What makes physiotherapy special is being able to make a difference in the lives of others – from restoring function to improving movement. It is a challenging career, but helping my patients recover and become stronger is both my privilege and a priceless reward. I am glad I took the plunge to make a mid-career switch to physiotherapy.
I had been in human resource management for 18 years before deciding to pursue my passion for physiotherapy. My first brush with healthcare went way back to my secondary school days where I was a St John Singapore cadet. However, even though I longed to continue my journey, there were no tertiary courses for physiotherapy available back then.
Chronic back pains as an adult led me to pursue pilates, reigniting my interest in healthcare and the human body. During the same time, my mother was admitted to the hospital due to chronic lung disease. It was an ordeal, watching my once sprightly mother confined to her home due to illness. She eventually passed on due to respiratory failure.
I wondered what I could have done to make things easier for her. That was when I chanced upon a write-up on the Professional Conversion Programme for physiotherapists and decided to rekindle my love affair with healthcare.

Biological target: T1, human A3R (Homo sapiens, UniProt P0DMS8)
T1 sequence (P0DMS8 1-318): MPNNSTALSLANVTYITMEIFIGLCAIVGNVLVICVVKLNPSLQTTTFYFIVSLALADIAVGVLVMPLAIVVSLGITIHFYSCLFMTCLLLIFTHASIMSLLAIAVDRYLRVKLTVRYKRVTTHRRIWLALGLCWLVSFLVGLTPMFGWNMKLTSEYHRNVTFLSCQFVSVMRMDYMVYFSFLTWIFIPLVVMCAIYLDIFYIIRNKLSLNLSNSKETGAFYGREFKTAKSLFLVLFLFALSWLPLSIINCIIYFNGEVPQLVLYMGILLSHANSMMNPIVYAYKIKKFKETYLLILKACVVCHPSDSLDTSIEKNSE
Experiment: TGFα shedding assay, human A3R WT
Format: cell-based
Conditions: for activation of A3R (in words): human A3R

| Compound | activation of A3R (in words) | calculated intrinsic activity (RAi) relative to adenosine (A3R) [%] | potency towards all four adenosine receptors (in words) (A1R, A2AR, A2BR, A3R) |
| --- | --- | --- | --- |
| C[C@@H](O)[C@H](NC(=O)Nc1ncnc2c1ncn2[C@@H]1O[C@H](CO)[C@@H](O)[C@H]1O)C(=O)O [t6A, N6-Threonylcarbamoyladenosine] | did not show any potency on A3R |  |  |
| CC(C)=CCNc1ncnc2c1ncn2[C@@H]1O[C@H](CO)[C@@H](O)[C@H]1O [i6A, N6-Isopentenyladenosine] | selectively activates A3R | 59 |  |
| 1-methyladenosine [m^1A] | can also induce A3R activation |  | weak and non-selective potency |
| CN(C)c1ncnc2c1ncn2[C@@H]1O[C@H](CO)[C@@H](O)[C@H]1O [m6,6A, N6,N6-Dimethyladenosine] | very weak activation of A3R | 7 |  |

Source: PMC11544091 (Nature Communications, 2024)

It was not easy starting from zero again. My friends did not understand why I would want to study for a diploma when I already had a degree, and give up a great career. They thought I had been retrenched! (laughs) To be honest, I was also being headhunted for a new job at that time. The recruiter did not quite believe me when I turned down the position.
Hitting the books again 10 years after I left school proved to be a daunting task; it is like trying to restart an old car engine! What added to the challenge was that I had never done biology in school. I was pretty much lost during the first year of my studies. I also recall not knowing how to connect with my much younger classmates.
Thankfully, there were plenty of group projects to get the conversation going. Before long, I was enjoying my classes and my classmates got used to me sticking around them!
I was also extremely grateful for the unwavering support from my family. My husband even planned his schedule around my classes. My siblings also assured me that our father would get enough financial support while I was studying.
I am Cheryl Tan, a full-fledged physiotherapist at Tan Tock Seng Hospital. If getting people back on their feet moves you, physiotherapy may just be the thing.